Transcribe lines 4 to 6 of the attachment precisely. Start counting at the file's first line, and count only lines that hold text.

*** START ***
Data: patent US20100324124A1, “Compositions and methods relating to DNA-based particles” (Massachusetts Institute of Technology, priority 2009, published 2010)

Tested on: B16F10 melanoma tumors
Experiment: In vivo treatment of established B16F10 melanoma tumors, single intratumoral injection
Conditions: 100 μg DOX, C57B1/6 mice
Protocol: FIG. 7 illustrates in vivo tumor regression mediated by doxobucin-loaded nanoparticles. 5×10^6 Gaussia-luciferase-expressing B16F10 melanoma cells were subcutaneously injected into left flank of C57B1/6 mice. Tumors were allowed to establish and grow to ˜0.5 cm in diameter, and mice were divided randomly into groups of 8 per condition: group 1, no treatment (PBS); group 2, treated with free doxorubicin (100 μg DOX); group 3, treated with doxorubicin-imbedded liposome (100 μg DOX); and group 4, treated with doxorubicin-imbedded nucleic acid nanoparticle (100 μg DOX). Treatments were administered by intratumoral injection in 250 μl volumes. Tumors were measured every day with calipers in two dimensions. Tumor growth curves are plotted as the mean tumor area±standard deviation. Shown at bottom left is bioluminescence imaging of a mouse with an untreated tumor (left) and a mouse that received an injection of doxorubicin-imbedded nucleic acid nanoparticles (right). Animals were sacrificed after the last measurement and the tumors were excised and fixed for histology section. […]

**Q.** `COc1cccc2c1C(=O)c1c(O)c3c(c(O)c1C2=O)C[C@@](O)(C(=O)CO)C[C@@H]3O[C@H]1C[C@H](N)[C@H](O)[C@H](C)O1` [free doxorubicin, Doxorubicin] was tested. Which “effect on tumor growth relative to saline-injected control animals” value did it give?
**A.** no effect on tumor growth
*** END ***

Conditions: 100 μg DOX, C57B1/6 mice
Protocol: FIG. 7 illustrates in vivo tumor regression mediated by doxobucin-loaded nanoparticles. 5×10^6 Gaussia-luciferase-expressing B16F10 melanoma cells were subcutaneously injected into left flank of C57B1/6 mice. Tumors were allowed to establish and grow to ˜0.5 cm in diameter, and mice were divided randomly into groups of 8 per condition: group 1, no treatment (PBS); group 2, treated with free doxorubicin (100 μg DOX); group 3, treated with doxorubicin-imbedded liposome (100 μg DOX); and group 4, treated with doxorubicin-imbedded nucleic acid nanoparticle (100 μg DOX). Treatments were administered by intratumoral injection in 250 μl volumes. Tumors were measured every day with calipers in two dimensions. Tumor growth curves are plotted as the mean tumor area±standard deviation. Shown at bottom left is bioluminescence imaging of a mouse with an untreated tumor (left) and a mouse that received an injection of doxorubicin-imbedded nucleic acid nanoparticles (right). Animals were sacrificed after the last measurement and the tumors were excised and fixed for histology section. […]

**Q.** `COc1cccc2c1C(=O)c1c(O)c3c(c(O)c1C2=O)C[C@@](O)(C(=O)CO)C[C@@H]3O[C@H]1C[C@H](N)[C@H](O)[C@H](C)O1` [free doxorubicin, Doxorubicin] was tested. Which “effect on tumor growth relative to saline-injected control animals” value did it give?